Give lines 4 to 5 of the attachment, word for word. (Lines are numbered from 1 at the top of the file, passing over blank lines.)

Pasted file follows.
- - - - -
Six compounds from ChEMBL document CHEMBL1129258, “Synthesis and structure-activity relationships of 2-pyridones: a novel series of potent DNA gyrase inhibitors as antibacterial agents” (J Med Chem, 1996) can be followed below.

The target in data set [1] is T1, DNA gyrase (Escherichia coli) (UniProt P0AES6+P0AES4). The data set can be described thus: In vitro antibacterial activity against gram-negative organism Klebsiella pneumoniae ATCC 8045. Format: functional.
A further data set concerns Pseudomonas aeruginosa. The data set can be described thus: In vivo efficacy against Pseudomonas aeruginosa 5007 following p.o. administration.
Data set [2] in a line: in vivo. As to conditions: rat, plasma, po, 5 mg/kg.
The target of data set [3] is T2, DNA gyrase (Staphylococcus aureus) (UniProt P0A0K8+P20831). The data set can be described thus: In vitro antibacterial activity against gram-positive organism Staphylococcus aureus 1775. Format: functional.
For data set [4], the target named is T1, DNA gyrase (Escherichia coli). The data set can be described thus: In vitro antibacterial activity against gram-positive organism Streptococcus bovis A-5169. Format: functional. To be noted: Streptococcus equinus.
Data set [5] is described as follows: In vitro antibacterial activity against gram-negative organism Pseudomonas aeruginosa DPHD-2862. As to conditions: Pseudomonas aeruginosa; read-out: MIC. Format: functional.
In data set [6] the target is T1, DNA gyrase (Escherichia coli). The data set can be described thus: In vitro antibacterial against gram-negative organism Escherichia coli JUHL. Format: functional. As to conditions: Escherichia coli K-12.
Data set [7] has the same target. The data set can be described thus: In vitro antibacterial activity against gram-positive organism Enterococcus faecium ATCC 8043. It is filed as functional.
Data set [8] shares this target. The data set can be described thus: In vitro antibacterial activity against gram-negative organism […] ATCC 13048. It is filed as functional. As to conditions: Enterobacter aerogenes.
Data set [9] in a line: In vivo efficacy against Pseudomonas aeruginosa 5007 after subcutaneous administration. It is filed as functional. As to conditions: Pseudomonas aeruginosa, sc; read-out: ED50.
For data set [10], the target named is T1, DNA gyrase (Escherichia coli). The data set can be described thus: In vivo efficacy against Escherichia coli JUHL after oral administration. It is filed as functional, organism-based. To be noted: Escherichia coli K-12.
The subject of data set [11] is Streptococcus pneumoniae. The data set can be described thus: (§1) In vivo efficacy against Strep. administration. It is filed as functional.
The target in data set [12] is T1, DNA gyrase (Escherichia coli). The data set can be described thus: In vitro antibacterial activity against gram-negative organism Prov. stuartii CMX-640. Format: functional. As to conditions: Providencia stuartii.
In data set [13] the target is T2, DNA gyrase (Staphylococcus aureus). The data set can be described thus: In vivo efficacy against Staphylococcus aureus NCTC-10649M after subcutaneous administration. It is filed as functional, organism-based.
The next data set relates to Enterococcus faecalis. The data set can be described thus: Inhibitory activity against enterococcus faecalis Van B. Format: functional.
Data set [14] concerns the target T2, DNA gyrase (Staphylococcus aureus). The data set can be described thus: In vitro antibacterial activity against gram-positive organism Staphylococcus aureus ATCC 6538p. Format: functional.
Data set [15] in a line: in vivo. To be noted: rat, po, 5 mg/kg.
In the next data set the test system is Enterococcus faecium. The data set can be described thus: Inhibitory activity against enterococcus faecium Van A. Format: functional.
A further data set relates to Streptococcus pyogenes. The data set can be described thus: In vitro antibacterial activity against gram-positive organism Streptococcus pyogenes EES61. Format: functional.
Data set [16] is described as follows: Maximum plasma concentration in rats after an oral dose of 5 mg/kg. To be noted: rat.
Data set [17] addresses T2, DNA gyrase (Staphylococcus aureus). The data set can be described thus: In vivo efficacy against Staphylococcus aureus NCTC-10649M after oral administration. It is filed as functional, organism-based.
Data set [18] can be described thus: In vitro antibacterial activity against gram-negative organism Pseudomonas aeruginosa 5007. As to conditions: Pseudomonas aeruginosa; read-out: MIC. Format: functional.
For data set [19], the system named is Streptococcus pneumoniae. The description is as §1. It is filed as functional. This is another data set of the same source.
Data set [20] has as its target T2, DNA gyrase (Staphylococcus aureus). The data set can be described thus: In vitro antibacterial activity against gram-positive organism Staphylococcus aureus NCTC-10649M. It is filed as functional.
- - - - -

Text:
Data set [2] in a line: in vivo. As to conditions: rat, plasma, po, 5 mg/kg.
The target of data set [3] is T2, DNA gyrase (Staphylococcus aureus) (UniProt P0A0K8+P20831). The data set can be described thus: In vitro antibacterial activity against gram-positive organism Staphylococcus aureus 1775. Format: functional.